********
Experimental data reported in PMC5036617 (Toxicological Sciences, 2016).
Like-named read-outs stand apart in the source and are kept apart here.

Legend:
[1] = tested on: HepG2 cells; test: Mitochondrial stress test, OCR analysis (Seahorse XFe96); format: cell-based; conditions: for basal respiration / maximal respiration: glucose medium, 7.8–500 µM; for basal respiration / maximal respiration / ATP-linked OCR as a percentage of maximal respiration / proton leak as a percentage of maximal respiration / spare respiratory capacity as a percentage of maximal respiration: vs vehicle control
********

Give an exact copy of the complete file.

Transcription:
Experimental data reported in PMC5036617 (Toxicological Sciences, 2016).
Like-named read-outs stand apart in the source and are kept apart here.

Legend:
[1] = tested on: HepG2 cells; test: Mitochondrial stress test, OCR analysis (Seahorse XFe96); format: cell-based; conditions: for basal respiration / maximal respiration: glucose medium, 7.8–500 µM; for basal respiration / maximal respiration / ATP-linked OCR as a percentage of maximal respiration / proton leak as a percentage of maximal respiration / spare respiratory capacity as a percentage of maximal respiration: vs vehicle control